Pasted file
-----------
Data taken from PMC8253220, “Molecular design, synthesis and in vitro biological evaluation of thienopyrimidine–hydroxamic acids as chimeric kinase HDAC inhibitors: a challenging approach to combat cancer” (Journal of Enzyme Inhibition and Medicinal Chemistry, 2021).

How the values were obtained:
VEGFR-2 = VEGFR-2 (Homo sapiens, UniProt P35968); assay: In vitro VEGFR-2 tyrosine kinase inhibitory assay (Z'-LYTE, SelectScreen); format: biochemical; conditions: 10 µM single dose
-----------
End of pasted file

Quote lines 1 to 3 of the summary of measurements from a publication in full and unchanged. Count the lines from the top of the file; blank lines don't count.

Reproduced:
Data taken from PMC8253220, “Molecular design, synthesis and in vitro biological evaluation of thienopyrimidine–hydroxamic acids as chimeric kinase HDAC inhibitors: a challenging approach to combat cancer” (Journal of Enzyme Inhibition and Medicinal Chemistry, 2021).

How the values were obtained:
VEGFR-2 = VEGFR-2 (Homo sapiens, UniProt P35968); assay: In vitro VEGFR-2 tyrosine kinase inhibitory assay (Z'-LYTE, SelectScreen); format: biochemical; conditions: 10 µM single dose